Robert Wilson: Influential bassist with 1980s funk group The Gap Band
Friday 20 August 2010
In the mid-1970s the bass guitar became a pivotal instrument in the funk and electro-funk genres. While not as flamboyant or flashy a player as Larry Graham, "Bootsy" Collins or Rick James, Robert Wilson was an influential musician whose distinctive bass lines helped The Gap Band, the group formed by his older brothers Ronnie and Charlie, make some of the most infectious party anthems of the '80s.
Starting with the irresistible "Oops Up Side Your Head", a UK Top Ten hit in 1980, and ending with "All Of My Love", the last of four US R&B chart-toppers, in 1989, The Gap Band were worthy runners-up to Kool & The Gang during that decade. Several of their hits, like "Humpin", "You Dropped A Bomb On Me" and "Outstanding", were built around Robert Wilson's electric bass and the synth-bass parts played by lead vocalist Charlie, the middle brother.
"I go for a sound that's warm but still has enough guts to cut through," Robert explained last year. "I put my parts down and Charlie comes behind me. Whatever the lick, he doubles it. He'll cut some breaks here and there, but his parts basically follow mine." Indeed, The Gap Band's groundbreaking, bass-heavy records have been sampled by Snoop Dogg, Ice Cube, The Notorious B.I.G. and Teddy Riley with Blackstreet, whose mid-'90s hit "U Blow My Mind" was a virtual rewrite of "Outstanding".
Born in Tulsa, Oklahoma, Robert Wilson first sang alongside his brothers and his sister Loretta in the choir at the Pentecostal church where their father was a minister. According to family legend, he was 14 when he joined the group formed by Ronnie (trumpet, keyboards) and Charlie after their original bass-player left in 1971. Originally called the Greenwood, Archer and Pine Street Band, after the three main streets running through Tulsa's black neighbourhood, they shortened their name to The Gap Band so it could fit on posters. Another Oklahoman, the singer-songwriter Leon Russell, discovered them in 1973.
"Leon heard us one night and snatched up the whole band," Robert recalled. "He basically removed his band and installed us. Leon came to our house and promised my mother he'd get me a tutor. He wanted me on the road, he knew we'd be a big thing."
In 1974, The Gap Band backed Russell on his Stop All That Jazz album and issued the Magician's Holiday album on his Shelter label. Three years later Robert was head-hunted by Billy Preston for a short tour: "The next day, I was onstage in Philadelphia, sharing the bill with Larry Graham, the Whispers and Blue Magic."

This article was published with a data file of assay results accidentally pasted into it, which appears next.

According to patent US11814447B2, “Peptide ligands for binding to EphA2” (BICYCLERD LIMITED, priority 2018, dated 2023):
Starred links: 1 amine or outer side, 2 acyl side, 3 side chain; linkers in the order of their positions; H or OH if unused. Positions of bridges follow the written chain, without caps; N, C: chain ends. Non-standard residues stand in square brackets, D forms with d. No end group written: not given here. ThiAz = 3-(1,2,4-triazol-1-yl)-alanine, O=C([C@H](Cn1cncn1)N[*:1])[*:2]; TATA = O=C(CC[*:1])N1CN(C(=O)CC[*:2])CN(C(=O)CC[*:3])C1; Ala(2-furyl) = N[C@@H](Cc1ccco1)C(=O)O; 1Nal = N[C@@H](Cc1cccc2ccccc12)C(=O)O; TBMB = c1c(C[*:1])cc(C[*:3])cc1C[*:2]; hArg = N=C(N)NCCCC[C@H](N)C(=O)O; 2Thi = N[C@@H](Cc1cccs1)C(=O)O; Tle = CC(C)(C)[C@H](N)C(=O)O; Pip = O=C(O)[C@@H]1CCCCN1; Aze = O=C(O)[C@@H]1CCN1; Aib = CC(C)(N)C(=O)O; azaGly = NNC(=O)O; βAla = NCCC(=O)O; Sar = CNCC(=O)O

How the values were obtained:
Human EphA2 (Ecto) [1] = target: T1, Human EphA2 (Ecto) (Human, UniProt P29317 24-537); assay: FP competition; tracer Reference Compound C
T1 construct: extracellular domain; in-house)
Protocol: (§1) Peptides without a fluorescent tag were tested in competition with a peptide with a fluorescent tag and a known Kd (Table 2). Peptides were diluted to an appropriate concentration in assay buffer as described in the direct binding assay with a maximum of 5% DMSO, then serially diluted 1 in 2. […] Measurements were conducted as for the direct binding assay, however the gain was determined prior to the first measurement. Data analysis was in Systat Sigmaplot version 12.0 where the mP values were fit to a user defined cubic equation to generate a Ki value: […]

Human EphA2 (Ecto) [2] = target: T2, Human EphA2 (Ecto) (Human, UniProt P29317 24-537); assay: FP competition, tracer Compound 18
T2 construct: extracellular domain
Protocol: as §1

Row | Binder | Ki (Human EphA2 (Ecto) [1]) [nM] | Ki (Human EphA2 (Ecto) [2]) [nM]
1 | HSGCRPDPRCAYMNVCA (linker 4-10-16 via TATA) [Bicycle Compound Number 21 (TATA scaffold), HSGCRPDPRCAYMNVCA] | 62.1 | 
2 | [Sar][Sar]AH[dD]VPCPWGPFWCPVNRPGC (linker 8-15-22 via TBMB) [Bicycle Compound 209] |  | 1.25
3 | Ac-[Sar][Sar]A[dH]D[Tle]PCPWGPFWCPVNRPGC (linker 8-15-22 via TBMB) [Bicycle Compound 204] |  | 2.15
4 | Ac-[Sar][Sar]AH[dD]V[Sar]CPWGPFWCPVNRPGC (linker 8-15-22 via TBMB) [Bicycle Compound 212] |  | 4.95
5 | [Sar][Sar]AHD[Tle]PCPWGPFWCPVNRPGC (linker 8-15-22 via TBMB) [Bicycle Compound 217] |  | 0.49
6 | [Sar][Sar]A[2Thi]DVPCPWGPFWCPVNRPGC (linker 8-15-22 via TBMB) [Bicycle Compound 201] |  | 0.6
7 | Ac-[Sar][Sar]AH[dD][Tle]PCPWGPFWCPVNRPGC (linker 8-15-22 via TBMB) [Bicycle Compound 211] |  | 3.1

But his main focus remained The Gap Band, who had moved to Los Angeles and become a 12-piece. In 1978, nightclub owner Lonnie Simmons signed them to Total Experience, his studio and management company, and trimmed the line-up to the core Wilson trio with the intention of turning them into an R&B version of the Bee Gees. Simmons assumed production duties, starting with the group's eponymous debut for Mercury, and with the Wilson brothers co-wrote "Oops", their international breakthrough hit in 1979. The Gap Band also topped the US R&B charts with "Burn Rubber (Why You Wanna Make Me)" in 1981, "Early In The Morning" in 1982 and "Outstanding" in 1983. When they appeared on Top Of The Pops in 1986 to promote "Big Fun", the biggest of their dozen British hits, they wore white stetsons, a variation on the cowboy chic Simmons had suggested a few years earlier.
In 1988, with former Motown producer Norman Whitfield, they recorded the title theme for I'm Gonna Git You Sucka, the blaxploitation homage directed by and starring Keenen Ivory Wayans. The band was less active in the 1990s, partly because Ronnie followed in his father's footsteps and became a minister. Their 1999 album YK: Funkin' Till 2000 Comz featured collaborations with DJ Quik and Snoop Dogg, who has also guested on the last three solo albums released by Charlie. Last year, Robert signed a solo deal with Lucky 7 Records, the label set up by his nephew Frank Wilson.
"I don't like players whose main goal is to show that they're technical wizards," stressed Robert, whose playing style influenced Marcus Miller and Victor Wooten of Bela Fleck and the Flecktones. "Bass is all about creating a mood," Like his brother Ronnie he often turned to God for inspiration. "I connect with the spirit and let it take over."
"My brother Robert was a bad boy on the bass," Charlie said. "We shared a bond as brothers, musicians and friends. I loved him and losing him is difficult for both Ronnie and I."
Robert Wilson, bassist and songwriter: born Tulsa, Oklahoma 21 December 1956; married (two daughters, one son); died Palmdale, California 15 August 2010.
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